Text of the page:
Thank you for the Dec. 3 article "Property taxes rising nationwide." What seems to be missing in every article on escalating property taxes that I've read, however, is the root cause. Government at all levels is simply too large, and too intrusive. The time may be right for the government's employers - we the people - to take back the employer's role of determining who does what and how. Politicians and bureaucrats are called public servants because they are supposed to work for us, not the other way around. That we have allowed them to wriggle out from under our supervision has been to our detriment.
If we really want to get our taxes under control, we have to reassert our control over the government employees we hire. That means that we have to become involved in our governance at every level, instead of leaving the decisions up to a class of people who have long decided how much they will take from us to pay their salaries and fund their activities.
Port Townsend, Wash.
Regarding the Nov. 29 article "A generation weighed down by debt": After graduate school at Harvard, my husband had accumulated $40,000 of student-loan debt, and after making a decision to pursue nonprofit and community work, he went much further into debt. And then he married me, a poor, single mother, and our debt became one.
A huge percentage of our income goes to debt repayment every month. It affects where we can live, how close we can be to our families, how we provide for our son, how many children we will have, and what kind of security we will have as elderly people one day. We're not getting out of this debt any time soon because we are not willing to choose employment that actually opposes the very ideals - and people - we love.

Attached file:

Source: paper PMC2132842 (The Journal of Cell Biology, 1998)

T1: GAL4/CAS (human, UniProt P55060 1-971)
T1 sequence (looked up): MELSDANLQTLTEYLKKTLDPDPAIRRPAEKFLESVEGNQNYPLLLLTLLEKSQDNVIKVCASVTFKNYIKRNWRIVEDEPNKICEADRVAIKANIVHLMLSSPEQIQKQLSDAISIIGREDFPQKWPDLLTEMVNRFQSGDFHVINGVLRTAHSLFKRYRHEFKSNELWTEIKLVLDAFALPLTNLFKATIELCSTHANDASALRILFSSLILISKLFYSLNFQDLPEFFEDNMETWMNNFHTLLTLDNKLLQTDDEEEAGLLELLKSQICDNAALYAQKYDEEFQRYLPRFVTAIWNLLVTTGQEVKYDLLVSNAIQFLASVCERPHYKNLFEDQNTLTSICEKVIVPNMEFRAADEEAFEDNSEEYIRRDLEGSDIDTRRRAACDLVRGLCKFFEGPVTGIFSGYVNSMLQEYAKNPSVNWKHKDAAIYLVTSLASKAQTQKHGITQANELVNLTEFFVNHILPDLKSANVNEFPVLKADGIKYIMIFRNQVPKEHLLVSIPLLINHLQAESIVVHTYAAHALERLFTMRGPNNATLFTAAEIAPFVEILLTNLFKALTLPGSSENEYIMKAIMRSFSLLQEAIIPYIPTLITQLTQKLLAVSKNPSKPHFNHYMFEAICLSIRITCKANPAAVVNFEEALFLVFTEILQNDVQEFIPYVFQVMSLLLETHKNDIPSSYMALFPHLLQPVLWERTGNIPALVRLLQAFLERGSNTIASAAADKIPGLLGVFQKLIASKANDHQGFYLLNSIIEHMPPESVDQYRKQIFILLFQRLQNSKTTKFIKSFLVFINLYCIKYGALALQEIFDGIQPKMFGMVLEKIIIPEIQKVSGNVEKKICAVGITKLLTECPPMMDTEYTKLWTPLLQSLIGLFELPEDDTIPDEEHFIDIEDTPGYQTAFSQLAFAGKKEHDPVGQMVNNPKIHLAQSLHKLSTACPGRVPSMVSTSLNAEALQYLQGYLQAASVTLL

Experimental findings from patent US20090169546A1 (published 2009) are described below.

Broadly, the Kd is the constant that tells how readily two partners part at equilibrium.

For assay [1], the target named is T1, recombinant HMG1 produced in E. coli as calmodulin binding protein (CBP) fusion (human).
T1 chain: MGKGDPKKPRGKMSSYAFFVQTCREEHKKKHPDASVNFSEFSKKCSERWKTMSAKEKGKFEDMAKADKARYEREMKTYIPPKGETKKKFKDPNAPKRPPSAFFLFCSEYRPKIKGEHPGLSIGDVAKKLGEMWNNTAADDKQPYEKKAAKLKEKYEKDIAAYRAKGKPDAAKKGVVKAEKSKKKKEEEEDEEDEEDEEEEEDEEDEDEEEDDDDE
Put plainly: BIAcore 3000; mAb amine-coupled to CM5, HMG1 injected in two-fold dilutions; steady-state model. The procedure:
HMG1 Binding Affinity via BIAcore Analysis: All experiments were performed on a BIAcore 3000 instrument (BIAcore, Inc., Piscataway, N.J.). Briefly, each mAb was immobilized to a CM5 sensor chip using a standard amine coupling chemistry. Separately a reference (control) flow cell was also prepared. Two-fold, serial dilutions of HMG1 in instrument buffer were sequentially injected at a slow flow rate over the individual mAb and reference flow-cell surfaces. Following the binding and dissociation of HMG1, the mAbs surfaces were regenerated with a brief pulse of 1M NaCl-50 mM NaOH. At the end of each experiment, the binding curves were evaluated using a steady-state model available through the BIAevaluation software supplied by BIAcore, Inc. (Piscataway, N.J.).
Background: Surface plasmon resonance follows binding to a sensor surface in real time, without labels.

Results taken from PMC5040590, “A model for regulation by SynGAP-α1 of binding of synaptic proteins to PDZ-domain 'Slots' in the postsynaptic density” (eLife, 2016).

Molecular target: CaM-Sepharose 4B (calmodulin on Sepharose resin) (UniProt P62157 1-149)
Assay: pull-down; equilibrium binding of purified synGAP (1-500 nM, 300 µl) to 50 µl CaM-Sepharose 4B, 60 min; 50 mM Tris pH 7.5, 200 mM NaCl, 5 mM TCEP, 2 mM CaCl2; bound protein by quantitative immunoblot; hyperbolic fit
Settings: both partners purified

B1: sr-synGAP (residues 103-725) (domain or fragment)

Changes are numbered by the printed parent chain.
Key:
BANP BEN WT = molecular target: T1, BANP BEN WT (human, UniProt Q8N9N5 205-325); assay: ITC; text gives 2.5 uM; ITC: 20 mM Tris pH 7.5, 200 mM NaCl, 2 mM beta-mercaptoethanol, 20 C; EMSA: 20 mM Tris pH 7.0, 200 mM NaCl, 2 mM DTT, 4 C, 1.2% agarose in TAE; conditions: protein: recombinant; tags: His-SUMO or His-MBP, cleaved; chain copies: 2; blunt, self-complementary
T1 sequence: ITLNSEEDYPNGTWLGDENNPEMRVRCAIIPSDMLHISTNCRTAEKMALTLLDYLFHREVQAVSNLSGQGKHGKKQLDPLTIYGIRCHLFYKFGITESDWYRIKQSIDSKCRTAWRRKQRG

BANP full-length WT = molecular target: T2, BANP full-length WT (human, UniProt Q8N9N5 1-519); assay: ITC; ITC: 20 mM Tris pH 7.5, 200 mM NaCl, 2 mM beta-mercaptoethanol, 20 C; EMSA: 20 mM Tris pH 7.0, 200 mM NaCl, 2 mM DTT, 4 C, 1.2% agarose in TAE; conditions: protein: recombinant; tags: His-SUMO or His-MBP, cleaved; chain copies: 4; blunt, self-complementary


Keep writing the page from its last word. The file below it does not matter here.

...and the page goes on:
As a student at Sonoma State University currently enrolled in a course on global environment, I found the Dec. 2 article "Heat wave risk rising with emissions" very interesting. I was surprised to read that the study mentioned in your article claims that it is the first of its kind to tie human-influenced global warming to extreme seasons, like the summer Europe experienced this past year. In just one semester I have learned that global warming is brought on in part by man-made emissions of greenhouse gases.
If the US keeps on burning fossil fuels and cutting down our forests at the current rate, global warming is just going to keep getting worse. I find it ridiculous that our own government rejected the Kyoto Protocol, a worldwide process that will dramatically reduce emissions of greenhouse gases on a global scale. If the United States refuses to accept the Kyoto Protocol, then what sort of example are we setting for other countries?
We need to think about the future of this planet, the future of mankind. We need to address this problem now and not leave it for future generations to deal with.
Rohnert Park, Calif.
Regarding the Dec. 2 article "North American birds on the decline," which cited some complaints about the negative effect of wind farms on birds: It seems that no matter what kind of nonpolluting device the energy industry develops, people will find some way to tear it down, or insist that it not be built in their backyard.
We can wait until the whole nation is terminally short of energy, or we can begin now to learn how to solve the problem with devices like wind farms that already have an ecofriendly history here and in Europe.
Mike Van Winkle
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